14 Things You Need To Know Today (April 19)

Photo by Boston Globe / Contributor / Getty

1. A survivor of the Boston marathon bombings in 2013 just completed this year's race with a prosthetic leg.

Adriene Haslet, along with 30 other survivors and their family members, participated in today's race. She told the AP, "A lot of people think about the finish line. I think about the start line." (The Boston Globe)

2. Bottled water is about to overtake soda consumption.

Americans are about to be drinking more bottled water than soda, according to market research group, Euromonitor. Despite the excess of plastic bottles this presents, it's better than the sugar- and chemical-laden sodas that contribute to high diabetes and obesity rates. (Quartz)

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3. Women hop between jobs more than men.

Which might not be a bad thing for their careers. While the reason for this is largely unknown, one theory is that working women look for jobs with more flexible hours when they decide to have a family. (Fast Company)

4. Americans love the environment, but not enough to pay for it.

According to a recent poll, 79 percent of Americans consider themselves environmentally conscious, but only 26 percent of them said that they actually think about the environmental impact of their daily decisions, and even less are willing to pay for eco-friendly retrofits like solar panels. (TreeHugger)

5. More people are praying than you think.

According to a new study, nearly 9 out of 10 American have prayed for health at some point in their lives. Interestingly, they tend to pray for others people’s health even more than for their own. (Science Daily)

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6. Lena Headey has a few choice words for people who criticized her choice to use a body double.

People said it was tragic and depressing that Lena Headey used a body double on the emotional finale of Game of Thrones. Her response? Uh, I was busy acting. Headey told Entertainment Weekly, "In order to do my job, I allow myself to be really vulnerable... Things really affect me. And the thought of being naked for three days and trying to contain her in the way she would be, I think I would feel very angry. I didn’t want to be angry. I don’t think Cersei would be angry. I did what I thought she would do, emotionally." (Refinery29)

7. Mosquito bites are about to get a heck of a lot more tolerable.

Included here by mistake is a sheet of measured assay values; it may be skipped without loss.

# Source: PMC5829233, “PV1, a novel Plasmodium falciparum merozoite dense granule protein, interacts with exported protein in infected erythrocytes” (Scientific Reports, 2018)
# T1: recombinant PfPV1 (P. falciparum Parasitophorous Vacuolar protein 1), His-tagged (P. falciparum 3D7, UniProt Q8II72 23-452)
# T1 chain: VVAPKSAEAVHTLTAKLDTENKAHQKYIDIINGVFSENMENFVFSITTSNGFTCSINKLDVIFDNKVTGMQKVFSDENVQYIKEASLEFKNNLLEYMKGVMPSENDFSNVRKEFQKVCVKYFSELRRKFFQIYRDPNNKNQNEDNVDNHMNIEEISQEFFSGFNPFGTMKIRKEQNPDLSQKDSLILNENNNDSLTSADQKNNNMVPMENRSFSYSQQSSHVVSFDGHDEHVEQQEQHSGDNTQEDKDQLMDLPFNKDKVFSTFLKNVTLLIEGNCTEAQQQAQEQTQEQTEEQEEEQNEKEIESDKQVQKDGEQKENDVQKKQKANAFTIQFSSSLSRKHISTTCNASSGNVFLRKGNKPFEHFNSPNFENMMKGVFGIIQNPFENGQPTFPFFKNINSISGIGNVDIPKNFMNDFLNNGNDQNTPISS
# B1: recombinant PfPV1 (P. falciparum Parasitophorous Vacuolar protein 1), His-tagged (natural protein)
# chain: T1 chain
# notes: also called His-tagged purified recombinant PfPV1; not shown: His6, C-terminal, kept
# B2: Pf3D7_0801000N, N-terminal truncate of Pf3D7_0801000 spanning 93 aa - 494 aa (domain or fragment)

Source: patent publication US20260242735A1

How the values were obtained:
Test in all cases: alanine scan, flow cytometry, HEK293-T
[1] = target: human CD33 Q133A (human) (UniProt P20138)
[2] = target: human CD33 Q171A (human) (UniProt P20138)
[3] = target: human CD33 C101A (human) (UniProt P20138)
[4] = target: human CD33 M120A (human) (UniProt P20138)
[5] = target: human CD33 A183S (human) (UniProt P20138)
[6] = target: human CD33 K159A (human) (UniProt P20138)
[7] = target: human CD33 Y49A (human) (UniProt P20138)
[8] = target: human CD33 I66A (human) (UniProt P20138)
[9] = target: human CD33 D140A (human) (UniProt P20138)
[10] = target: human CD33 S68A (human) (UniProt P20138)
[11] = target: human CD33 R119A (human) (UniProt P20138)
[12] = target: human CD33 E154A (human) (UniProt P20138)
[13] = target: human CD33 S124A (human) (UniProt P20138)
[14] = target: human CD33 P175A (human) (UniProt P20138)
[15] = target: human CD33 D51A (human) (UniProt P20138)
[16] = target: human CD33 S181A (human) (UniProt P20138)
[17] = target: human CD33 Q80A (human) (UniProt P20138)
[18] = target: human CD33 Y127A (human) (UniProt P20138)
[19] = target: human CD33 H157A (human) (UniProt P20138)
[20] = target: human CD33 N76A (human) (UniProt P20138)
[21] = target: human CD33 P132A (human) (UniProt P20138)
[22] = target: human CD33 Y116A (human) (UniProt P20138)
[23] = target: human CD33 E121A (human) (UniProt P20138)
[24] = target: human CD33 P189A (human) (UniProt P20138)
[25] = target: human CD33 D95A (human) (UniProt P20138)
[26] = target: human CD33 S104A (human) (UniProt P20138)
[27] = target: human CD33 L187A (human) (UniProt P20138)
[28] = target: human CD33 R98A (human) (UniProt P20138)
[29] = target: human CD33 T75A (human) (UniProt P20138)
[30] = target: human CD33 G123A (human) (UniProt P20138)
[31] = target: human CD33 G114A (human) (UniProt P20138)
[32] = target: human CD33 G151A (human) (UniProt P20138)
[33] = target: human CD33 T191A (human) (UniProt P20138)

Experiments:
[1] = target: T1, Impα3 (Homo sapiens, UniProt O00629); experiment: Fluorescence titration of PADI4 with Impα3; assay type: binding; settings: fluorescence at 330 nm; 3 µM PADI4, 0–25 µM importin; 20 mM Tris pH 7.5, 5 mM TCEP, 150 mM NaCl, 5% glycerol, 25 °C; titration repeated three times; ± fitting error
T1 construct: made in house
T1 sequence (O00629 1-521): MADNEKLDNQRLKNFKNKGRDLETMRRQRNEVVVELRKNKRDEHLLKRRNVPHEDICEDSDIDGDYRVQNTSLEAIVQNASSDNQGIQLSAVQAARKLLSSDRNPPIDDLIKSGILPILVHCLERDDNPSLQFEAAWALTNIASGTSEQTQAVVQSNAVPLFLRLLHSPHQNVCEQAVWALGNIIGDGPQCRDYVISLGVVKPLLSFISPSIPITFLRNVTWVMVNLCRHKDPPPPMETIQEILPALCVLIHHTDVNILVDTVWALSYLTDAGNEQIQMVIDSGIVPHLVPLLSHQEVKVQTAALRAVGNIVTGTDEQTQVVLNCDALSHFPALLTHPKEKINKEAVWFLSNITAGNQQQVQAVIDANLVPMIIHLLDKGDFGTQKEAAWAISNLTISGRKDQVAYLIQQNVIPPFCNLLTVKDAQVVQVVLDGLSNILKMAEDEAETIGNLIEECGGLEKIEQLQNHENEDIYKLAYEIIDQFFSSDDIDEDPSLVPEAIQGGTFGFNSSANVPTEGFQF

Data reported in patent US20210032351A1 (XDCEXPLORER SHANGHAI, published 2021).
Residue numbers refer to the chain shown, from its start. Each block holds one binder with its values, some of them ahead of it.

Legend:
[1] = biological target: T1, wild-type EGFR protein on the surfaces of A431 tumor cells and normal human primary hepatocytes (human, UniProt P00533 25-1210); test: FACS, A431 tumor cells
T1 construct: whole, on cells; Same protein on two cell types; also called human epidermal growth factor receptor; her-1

Scientists out of Duke University have located the skin nerve that makes people prone to scratching, and they're working on formulating a drug to neutralize it. (Fast CoExist)

8. A 10-year-old boy wrote an incredibly touching poem on his experience with Asperger Syndrome.

The boy, Benjamin, was asked by his elementary school teacher to write a poem using sentences that began with "I am." He chose to describe what it feels like to be on the autism spectrum. The poem has occasioned an outpouring of support from the web community. It begins, "I am odd, I am new / I wonder if you are too / I hear voices in the air / I see you don't, and that's not fair." (Mic)

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9. Dietary changes could reverse type 2 diabetes.

In a new study, almost half of patients with type 2 diabetes who followed a strict low-calorie eating plan had a remission for at least six months after the diet was over. Researchers say that the findings bring hope that the disease is reversible with lifestyle changes and weight loss. (NY Times)

10. Is an IMAX spin class the next big thing in boutique fitness?

IMAX just introduced IMAXShift, a new indoor cycling class that takes place in front of one its "larger-than-life" screens. People will ride through the solar system, over the coasts of Hawaii, or through trippy, music-reactive visuals. They already built it (here in DUMBO, Brooklyn), but will they come? (mindbodygreen)

11. Group meditation might actually lower crime rates.

A recent study lasting decades suggests that when a large group practices Transcendental Meditation, there is decreased social violence. This finding suggests that if governments were to support the establishment of meditative groups, it could have a remarkable effect in reducing hostilities and fostering peace. A number of countries are already creating such groups through private organizations, and gaining increasing governmental support. (Science Newsline)

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12. This number can predict your happiness (and it's not your salary).

A new study found that the amount of cash people had in their checking accounts—in other words, easy accessible money—predicted how satisfied they were with their lives. The researchers found that it was even more important than income or the amount of debt they had. (TIME)

13. Certain supplies of fish could be transporting toxins.

Persistent organic pollutants, or POPs, make proteins that are essential for removing toxins from the body less effective, which could prevent humans who consume them through fish from fighting off dangerous toxins in the body. It's important that fish carrying POPs aren't allowed to end up on our plates. (TIME)

14. Exercise can boost a man's odds of surviving prostate cancer.

A large American Cancer Society study found that men with prostate cancer who exercised the most were 30 percent less likely to die from the disease than those who exercised the least. The association was true both for those who exercised frequently before the diagnosis, and those who did so afterwards. (HealthDay)

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